Knowledge on Nutrition and Dietary Diversity Among Community School Adolescents in Kathmandu Valley

Authors

  • Aashray Manandhar Department of Public Health, Nobel College, Pokhara University, Kathmandu
  • Sampurna Kakchapati HERD International, Thapathali, Kathmandu, Nepal https://orcid.org/0000-0001-5610-8588

DOI:

https://doi.org/10.3126/jhp.v11i1.61197

Keywords:

Adolescent, dietary diversity, health belief model, Nepal, nutrition knowledge

Abstract

Nutritional knowledge and practices among adolescents are critical to combat health problems that can continue into adulthood. The study determines the nutritional knowledge and dietary diversity and its associated factors among school adolescents of Kathmandu Valley. The study adopted a cross-sectional design of 487 school adolescents using multistage cluster sampling. Information on socio-demographic characteristics, Health Belief Model constructs, nutrition knowledge and dietary diversity were collected. Bivariate and multivariate logistic regression models were used to identify the factors associated with nutrition knowledge and dietary diversity. Nutrition knowledge and dietary diversity were found inadequate; 47.4% had adequate dietary diversity and 42.5% had adequate nutrition knowledge Variables that were significantly associated with adequate nutrition knowledge (versus inadequate) in the presence of other variables were compared to reference group included age (adjusted odds ratio [aOR]= 0.83; 95% CI = 0.71-0.96), being from ethnic groups of Janajatis (aOR=2.79; 95% CI: 1.47-5.28) and Brahmin/Chhetri (aOR=1.9; 95% CI: 1.06-3.4), belonging to nuclear family (aOR=1.75; 95% CI: 1.18-2.6), literate father (aOR=2.16; 95% CI: 0.99-4.73), perceived severity (aOR= 1.19; 95% CI: 1.06-1.33) and perceived barrier (aOR= 1.02 ; 95% CI: 1-1.05). Variables that were significantly associated with consuming adequate dietary diversity (versus inadequate) in the presence of other variables include being male (aOR=1.52;95% CI: 1.01-2.29), having literate mother (aOR=1.7;95% CI: 1.02-2.83), consuming unhealthy diet daily (aOR=4.23;95% CI: 1.85-9.67), having adequate knowledge (aOR=2.4;95% CI: 1.59-3.63) and self-efficacy (aOR= 1.15;95% CI: 1.06-1.24). This study highlights the need for specific theories and model-based targeted interventions to encourage adolescents' healthy behavior and healthy eating.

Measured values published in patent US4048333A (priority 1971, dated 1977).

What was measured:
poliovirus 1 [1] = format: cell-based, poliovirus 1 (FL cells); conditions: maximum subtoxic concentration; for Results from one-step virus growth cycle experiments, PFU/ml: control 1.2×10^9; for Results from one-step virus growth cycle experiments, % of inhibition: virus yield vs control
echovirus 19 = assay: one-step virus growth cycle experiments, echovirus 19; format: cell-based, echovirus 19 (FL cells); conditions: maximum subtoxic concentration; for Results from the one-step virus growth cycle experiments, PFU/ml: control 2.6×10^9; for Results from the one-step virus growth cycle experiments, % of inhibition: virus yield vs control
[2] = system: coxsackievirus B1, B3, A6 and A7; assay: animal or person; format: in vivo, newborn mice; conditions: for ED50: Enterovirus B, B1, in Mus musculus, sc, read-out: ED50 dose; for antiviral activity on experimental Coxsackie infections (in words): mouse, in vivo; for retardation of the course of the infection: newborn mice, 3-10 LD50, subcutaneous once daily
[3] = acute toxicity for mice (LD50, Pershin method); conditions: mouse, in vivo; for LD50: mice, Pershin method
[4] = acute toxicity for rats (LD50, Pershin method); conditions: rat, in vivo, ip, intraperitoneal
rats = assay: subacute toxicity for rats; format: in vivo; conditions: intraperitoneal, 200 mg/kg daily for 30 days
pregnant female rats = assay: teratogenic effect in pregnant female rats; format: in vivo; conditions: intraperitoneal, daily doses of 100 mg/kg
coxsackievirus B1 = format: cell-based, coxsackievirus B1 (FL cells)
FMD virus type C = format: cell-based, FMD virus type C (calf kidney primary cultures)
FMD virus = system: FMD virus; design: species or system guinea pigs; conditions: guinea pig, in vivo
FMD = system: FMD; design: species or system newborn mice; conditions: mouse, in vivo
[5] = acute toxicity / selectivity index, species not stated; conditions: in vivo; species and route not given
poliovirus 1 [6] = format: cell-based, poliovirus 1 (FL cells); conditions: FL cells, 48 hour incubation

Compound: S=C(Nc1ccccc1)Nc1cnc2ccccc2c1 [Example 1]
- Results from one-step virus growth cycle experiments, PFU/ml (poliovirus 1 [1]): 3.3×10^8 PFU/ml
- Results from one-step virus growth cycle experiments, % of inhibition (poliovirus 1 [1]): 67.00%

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Published

2023-12-31

How to Cite

Manandhar, A., & Kakchapati, S. (2023). Knowledge on Nutrition and Dietary Diversity Among Community School Adolescents in Kathmandu Valley. Journal of Health Promotion, 11(1), 4–21. https://doi.org/10.3126/jhp.v11i1.61197

Issue

Section

Original Research Articles